http://www.allergyfreealaska.com/2012/09/06/a-cookbook-review-of-nourishing-meals-and-a-giveaway/

The September Asthma Spike

As many of you probably know, the month of September has been been known as the Asthma Spike. The “so-called asthma spike – the day on which many parents will show up at the hospital with school-age children in the throes of asthma attacks” is a common thing, as the return to school and more exposure to allergens, like dust can cause youth’ asthma to flare up.

How do you try to prevent this from happening? Do you have a plan with your doctor? Perhaps you have discussed a plan with your pulmonary specialist or allergist. Do you feel your lungs are getting the best attention they can? When you have asthma and you know what triggers it, being proactive is the way to go!

Allergic Living has a great article on this, I suggest having a read :-)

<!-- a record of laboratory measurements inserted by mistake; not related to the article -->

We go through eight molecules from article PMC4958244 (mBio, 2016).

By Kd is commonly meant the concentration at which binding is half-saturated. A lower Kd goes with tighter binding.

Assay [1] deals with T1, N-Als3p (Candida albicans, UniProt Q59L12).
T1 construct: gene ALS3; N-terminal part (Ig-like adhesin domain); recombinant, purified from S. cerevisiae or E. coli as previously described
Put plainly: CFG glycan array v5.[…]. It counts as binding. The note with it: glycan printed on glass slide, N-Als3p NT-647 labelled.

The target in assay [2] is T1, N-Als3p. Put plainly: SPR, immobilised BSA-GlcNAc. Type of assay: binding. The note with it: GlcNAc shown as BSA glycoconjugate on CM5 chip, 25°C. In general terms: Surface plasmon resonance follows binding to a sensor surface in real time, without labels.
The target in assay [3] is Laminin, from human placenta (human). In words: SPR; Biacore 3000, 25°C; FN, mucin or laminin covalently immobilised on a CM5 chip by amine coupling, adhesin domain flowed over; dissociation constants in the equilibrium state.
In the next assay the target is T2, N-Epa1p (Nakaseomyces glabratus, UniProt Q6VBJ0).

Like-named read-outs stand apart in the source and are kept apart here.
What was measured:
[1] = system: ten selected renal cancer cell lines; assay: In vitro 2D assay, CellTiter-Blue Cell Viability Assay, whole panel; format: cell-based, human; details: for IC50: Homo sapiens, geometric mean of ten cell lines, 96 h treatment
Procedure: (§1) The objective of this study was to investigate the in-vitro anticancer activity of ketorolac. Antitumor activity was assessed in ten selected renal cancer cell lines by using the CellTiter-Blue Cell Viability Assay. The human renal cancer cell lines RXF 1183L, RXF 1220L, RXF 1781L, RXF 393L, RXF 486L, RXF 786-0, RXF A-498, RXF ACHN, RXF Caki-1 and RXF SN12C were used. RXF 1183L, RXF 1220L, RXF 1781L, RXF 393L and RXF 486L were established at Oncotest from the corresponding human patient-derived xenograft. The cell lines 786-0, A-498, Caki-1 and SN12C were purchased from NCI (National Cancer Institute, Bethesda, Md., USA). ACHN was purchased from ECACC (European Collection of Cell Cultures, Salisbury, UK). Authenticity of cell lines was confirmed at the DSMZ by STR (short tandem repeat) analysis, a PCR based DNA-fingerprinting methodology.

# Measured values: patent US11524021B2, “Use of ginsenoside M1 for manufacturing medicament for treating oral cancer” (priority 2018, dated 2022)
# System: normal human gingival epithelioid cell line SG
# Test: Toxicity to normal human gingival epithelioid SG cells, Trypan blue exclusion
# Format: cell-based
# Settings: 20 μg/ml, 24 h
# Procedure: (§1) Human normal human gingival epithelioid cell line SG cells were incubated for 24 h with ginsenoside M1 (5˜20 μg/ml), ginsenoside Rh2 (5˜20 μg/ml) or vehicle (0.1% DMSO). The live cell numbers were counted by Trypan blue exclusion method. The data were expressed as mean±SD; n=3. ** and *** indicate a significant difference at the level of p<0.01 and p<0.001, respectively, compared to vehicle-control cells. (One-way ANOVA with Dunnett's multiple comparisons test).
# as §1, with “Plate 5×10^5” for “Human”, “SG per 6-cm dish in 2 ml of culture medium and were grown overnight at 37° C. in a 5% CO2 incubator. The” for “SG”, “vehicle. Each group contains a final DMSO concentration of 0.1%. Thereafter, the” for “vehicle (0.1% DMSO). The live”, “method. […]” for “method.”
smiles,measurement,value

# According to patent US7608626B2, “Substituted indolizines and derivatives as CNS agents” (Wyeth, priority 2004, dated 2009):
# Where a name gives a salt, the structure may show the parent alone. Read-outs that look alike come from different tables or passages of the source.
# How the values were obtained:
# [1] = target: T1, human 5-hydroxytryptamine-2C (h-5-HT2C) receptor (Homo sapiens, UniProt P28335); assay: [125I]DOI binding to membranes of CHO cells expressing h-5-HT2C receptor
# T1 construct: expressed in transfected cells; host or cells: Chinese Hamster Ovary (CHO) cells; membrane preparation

http://allergicliving.com/index.php/2010/07/02/asthma-spike-in-september/

Have you become a better cook as a result of having food allergies?

If you are anything like me, having severe food allergies and sensitivities has made me healthier. Living with allergies has made me much more aware of what I eat. I must say, most of the credit can go to my soy allergy as it seems like there are preservatives in almost everything these days! The soy allergy has kept me far away from any processed foods and cold-cuts at the deli as well as the marinated meats and most sauces you would find at the local grocery store. As a result, I have  spent a fair bit of time looking up recipes, getting ideas from others and trying new ingredients that I had never heard of before, and hadn’t the slightest clue how to pronounce!